Saturday, July 29, 2006

"Wild Indian" stereotype

Yesterday at the doctor's office, flipping thru magazines on the table, I was surprised to see a full page Tylenol ad on the back page of an AARP magazine. The text said something like "when you have the grandkids for the weekend." It showed an elderly person holding the hand of a kid. In the kids other hand was an ice cream cone, and on his head was an Indian headdress with multi-colored feathers. The kid was not Native.
Parents use the "stop acting like a wild Indian" phrase when their kids are out of control, but I haven't seen it in an advertisement before. I have occasionally come across it in children's books.

AARP is a huge and powerful organization. There's a lot of people out there who get their magazines. I haven't heard any protest to the ad. Have you? Why not?

Thursday, July 27, 2006

Shirley Sterling's MY NAME IS SEEPEETZA

A reader told me about an article by Shirley Sterling, author of one of the boarding school books I wrote about yesterday. The article is a beautiful and moving piece of writing, and I want to share it with you:

"Seepeetza Revisited: An Introduction to Six Voices"

The article is from the on-line issue of Educational Insights, specifically from V. 3 No. 1, dated October 1995.

Wednesday, July 26, 2006

American Indian Boarding Schools - continued

Native singer/songwriter Arigon Starr heard about the critique of Rinaldi's book and wrote a song about it. To listen to a clip, read the lyrics, and order the CD, go here:

American Indian Boarding Schools

I think that when most people hear "boarding school," they think of elite private schools, and perhaps they think of Hogwarts (Harry Potter's school).

Many assume, incorrectly, that the boarding schools the US Government set up for American Indians were much like the elite private schools, but that was not the case. The goal of American Indian boarding schools was to "kill the Indian" and "save the man." In Canada, the schools were called "residential schools."

These schools are the subject of many children's books. Unfortunately, they generally provide a white-washed view of the schools. The best example of this is Ann Rinaldi's My Heart is on the Ground: The Diary of Nannie Little Rose, a Sioux Girl. To see an extensive review of the book, go here:

If you're interested in children's books on this topic, there are a few that I recommend:

Home to Medicine Mountain, by Chiori Santiago (picture book)
As Long as the Rivers Flow, by Larry Loyie (middle grades)
My Name is Seepeetza, by Shirley Sterling (middle grades)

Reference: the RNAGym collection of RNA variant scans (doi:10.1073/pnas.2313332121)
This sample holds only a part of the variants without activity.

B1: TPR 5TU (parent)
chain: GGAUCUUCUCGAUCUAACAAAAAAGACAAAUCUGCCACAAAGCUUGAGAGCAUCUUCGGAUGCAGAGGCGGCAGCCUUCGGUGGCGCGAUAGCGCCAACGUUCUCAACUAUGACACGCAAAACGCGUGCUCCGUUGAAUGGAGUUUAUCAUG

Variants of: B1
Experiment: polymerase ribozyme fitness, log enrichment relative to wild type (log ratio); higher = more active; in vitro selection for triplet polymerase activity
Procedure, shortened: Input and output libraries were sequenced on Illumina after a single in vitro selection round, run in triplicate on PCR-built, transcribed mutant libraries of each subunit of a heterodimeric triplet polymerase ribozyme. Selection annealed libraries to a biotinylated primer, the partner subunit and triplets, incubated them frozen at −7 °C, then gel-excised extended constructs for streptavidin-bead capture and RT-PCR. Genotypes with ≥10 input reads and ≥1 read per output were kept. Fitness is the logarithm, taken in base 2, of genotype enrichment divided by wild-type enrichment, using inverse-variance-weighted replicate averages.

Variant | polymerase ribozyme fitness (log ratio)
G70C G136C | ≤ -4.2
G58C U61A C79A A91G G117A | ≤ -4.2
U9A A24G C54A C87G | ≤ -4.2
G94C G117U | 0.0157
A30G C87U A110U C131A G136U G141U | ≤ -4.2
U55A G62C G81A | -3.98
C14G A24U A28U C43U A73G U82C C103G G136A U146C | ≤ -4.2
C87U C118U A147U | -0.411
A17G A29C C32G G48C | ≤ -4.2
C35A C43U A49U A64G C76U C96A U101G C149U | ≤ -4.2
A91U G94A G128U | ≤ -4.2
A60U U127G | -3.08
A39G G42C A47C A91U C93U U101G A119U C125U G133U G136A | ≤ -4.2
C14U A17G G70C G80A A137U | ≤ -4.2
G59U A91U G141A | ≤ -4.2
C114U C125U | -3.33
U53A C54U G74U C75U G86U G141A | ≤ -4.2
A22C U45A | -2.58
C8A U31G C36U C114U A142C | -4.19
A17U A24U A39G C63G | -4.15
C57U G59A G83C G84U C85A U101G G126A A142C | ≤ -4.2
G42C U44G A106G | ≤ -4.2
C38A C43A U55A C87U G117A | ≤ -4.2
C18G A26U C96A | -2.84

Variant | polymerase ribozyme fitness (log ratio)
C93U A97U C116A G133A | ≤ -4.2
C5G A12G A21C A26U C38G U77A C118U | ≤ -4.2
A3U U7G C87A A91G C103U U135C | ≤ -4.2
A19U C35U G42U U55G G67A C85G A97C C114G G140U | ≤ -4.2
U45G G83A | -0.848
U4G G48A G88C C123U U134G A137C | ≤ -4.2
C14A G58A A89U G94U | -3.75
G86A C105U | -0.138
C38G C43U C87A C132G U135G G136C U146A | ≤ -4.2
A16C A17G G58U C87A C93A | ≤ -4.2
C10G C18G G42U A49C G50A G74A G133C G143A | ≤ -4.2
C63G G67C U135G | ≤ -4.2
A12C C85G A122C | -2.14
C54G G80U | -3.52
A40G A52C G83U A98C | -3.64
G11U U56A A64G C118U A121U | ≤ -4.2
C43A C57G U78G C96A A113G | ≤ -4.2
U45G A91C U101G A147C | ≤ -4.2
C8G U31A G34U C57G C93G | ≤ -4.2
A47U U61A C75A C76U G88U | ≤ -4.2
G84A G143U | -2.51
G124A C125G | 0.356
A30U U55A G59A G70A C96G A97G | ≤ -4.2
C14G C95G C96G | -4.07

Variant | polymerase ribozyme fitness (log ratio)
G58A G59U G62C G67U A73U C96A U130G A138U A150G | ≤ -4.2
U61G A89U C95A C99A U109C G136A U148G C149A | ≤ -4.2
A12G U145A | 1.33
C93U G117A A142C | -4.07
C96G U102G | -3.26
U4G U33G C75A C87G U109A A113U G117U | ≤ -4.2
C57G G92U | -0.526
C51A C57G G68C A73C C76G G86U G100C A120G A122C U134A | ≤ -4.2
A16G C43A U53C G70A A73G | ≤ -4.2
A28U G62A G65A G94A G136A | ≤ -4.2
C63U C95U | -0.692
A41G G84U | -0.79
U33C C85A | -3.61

No Parole Today, by Laura Tohe (poetry for high school)

You may also be interested in non-fiction titles more appropriate for adult readers:
Away from Home: American Indian Boarding School Experiences, 1879-2000, by Margaret Archuleta, Brenda Child, and K. Tsianina Lomawaima. Also see Child's book Boarding School Seasons, and Lomawaima's They Called it Prairie Light.

Monday, July 24, 2006

Writing BY American Indians that isn't ABOUT American Indians

In my work, I search for books and stories about American Indians that are written (or retold) by American Indians. I do this because it is critical that Americans know that we are part of today’s America; that is, American Indians aren't dead and gone.

I’d bet that most of you know the phrase “the only good Indian is a dead Indian.” Why are so many people familiar with that phrase? I googled it and got 18,400 results, and I know it appears in many children’s books. Maybe America’s children are first introduced to that phrase by Laura Ingalls Wilder, in Little House on the Prairie.

Those who believed and acted on that phrase didn’t succeed.

We did not vanish. A good many of us are writers, and we don’t always write about American Indians, nor should we be expected to confine our creativity and interest to American Indian topics.

Cynthia Leitich Smith’s upcoming book, Santa Knows, may be an example. From what I can see on her webpage, Alfie (the protagonist) is not American Indian, and the story isn’t about American Indians. Smith and her husband co-wrote Santa Knows

My father is another example. He is retired now, but spent most of his career at Los Alamos National Laboratory where he designed and built high-speed cameras and published a lot of articles in scientific journals.

This particular post to my blog may seem a bit odd, out of place, perhaps, but I do want readers to know that not all American Indians write about American Indians. To some of you, that simple statement may seem a no-brainer, but with American Indians, we have to state the obvious again and again. Such is the power of stereotypical imagery.

Update, Feb 19, 2015

I've long since read--and love--Santa Knows. I definitely recommend it!

My father passed away in June of 2013. In addition to the scientific work he did at Los Alamos, he worked very hard, advocating for Native people interested in higher education, and, advocating for the ways that Native people are treated in the workplace. The local paper in Santa Fe has a wonderful article about him

Sunday, July 23, 2006

More Board Books

There are four additional board books by Beverly Blacksheep! They are Baby Learns about Weather, Baby Learns about Time, Baby Learns about Senses, and Baby Learns about Seasons. Oyate carries all eight titles. To order, call 510-848-6700 or email:

You can see some of Beverly Blacksheep's art here: